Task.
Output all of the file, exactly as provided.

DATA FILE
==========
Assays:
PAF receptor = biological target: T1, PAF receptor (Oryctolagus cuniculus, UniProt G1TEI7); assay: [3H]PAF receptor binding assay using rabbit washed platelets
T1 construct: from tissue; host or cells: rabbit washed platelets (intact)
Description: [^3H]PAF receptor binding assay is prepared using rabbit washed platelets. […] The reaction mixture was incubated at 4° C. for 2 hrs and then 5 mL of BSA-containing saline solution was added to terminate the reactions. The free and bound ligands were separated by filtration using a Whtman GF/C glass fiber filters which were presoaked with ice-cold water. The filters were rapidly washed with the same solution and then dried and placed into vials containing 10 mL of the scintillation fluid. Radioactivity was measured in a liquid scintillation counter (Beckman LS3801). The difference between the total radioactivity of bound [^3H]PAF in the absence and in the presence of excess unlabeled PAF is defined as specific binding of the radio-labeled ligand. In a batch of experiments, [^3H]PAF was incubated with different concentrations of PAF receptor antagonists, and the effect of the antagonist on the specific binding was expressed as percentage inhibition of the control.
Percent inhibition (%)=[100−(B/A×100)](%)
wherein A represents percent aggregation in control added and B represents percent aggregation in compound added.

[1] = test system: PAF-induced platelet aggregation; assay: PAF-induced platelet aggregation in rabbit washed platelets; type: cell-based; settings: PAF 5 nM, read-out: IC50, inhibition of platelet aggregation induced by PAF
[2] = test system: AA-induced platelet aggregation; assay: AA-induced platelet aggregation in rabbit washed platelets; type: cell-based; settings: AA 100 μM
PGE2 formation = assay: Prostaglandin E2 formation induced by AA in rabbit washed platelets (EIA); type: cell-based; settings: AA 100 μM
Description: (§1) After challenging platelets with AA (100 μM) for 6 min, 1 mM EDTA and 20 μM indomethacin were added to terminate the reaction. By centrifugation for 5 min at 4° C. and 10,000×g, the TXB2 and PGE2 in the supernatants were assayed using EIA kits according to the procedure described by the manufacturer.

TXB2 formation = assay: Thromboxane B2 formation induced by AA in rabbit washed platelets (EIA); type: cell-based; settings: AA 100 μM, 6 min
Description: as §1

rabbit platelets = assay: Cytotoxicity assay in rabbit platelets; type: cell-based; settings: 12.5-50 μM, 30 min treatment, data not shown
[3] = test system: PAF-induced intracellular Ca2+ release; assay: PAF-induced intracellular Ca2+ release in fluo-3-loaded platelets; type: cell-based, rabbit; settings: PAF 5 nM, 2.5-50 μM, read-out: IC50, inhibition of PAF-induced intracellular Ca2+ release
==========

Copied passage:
Assays:
PAF receptor = biological target: T1, PAF receptor (Oryctolagus cuniculus, UniProt G1TEI7); assay: [3H]PAF receptor binding assay using rabbit washed platelets
T1 construct: from tissue; host or cells: rabbit washed platelets (intact)
Description: [^3H]PAF receptor binding assay is prepared using rabbit washed platelets. […] The reaction mixture was incubated at 4° C. for 2 hrs and then 5 mL of BSA-containing saline solution was added to terminate the reactions. The free and bound ligands were separated by filtration using a Whtman GF/C glass fiber filters which were presoaked with ice-cold water. The filters were rapidly washed with the same solution and then dried and placed into vials containing 10 mL of the scintillation fluid. Radioactivity was measured in a liquid scintillation counter (Beckman LS3801). The difference between the total radioactivity of bound [^3H]PAF in the absence and in the presence of excess unlabeled PAF is defined as specific binding of the radio-labeled ligand. In a batch of experiments, [^3H]PAF was incubated with different concentrations of PAF receptor antagonists, and the effect of the antagonist on the specific binding was expressed as percentage inhibition of the control.
Percent inhibition (%)=[100−(B/A×100)](%)
wherein A represents percent aggregation in control added and B represents percent aggregation in compound added.

[1] = test system: PAF-induced platelet aggregation; assay: PAF-induced platelet aggregation in rabbit washed platelets; type: cell-based; settings: PAF 5 nM, read-out: IC50, inhibition of platelet aggregation induced by PAF
[2] = test system: AA-induced platelet aggregation; assay: AA-induced platelet aggregation in rabbit washed platelets; type: cell-based; settings: AA 100 μM
PGE2 formation = assay: Prostaglandin E2 formation induced by AA in rabbit washed platelets (EIA); type: cell-based; settings: AA 100 μM
Description: (§1) After challenging platelets with AA (100 μM) for 6 min, 1 mM EDTA and 20 μM indomethacin were added to terminate the reaction. By centrifugation for 5 min at 4° C. and 10,000×g, the TXB2 and PGE2 in the supernatants were assayed using EIA kits according to the procedure described by the manufacturer.

TXB2 formation = assay: Thromboxane B2 formation induced by AA in rabbit washed platelets (EIA); type: cell-based; settings: AA 100 μM, 6 min
Description: as §1

rabbit platelets = assay: Cytotoxicity assay in rabbit platelets; type: cell-based; settings: 12.5-50 μM, 30 min treatment, data not shown
[3] = test system: PAF-induced intracellular Ca2+ release; assay: PAF-induced intracellular Ca2+ release in fluo-3-loaded platelets; type: cell-based, rabbit; settings: PAF 5 nM, 2.5-50 μM, read-out: IC50, inhibition of PAF-induced intracellular Ca2+ release